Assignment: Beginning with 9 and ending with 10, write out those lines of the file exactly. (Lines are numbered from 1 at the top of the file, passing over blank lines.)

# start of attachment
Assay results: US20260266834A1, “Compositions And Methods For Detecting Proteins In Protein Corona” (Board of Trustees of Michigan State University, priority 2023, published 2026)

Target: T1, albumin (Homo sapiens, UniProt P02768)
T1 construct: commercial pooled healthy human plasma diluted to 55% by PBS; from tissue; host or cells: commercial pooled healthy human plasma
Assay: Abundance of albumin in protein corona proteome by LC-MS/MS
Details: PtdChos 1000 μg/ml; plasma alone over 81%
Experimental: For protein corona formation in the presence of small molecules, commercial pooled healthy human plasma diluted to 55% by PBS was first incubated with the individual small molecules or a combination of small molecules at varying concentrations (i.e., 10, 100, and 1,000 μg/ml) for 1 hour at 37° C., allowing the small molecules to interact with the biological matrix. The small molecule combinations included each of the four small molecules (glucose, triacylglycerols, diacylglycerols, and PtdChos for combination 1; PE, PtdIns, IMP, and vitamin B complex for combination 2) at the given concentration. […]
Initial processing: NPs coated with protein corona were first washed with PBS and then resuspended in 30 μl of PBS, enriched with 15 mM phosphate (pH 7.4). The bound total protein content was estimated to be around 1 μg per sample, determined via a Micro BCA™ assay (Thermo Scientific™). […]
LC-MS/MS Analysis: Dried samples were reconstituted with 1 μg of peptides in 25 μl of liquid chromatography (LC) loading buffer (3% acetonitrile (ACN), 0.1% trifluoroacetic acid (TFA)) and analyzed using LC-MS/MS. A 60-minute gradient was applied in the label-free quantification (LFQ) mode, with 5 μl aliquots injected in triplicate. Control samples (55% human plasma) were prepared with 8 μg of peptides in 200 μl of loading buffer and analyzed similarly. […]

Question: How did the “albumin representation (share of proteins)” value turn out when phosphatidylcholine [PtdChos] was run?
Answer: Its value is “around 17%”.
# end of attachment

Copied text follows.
Question: How did the “albumin representation (share of proteins)” value turn out when phosphatidylcholine [PtdChos] was run?
Answer: Its value is “around 17%”.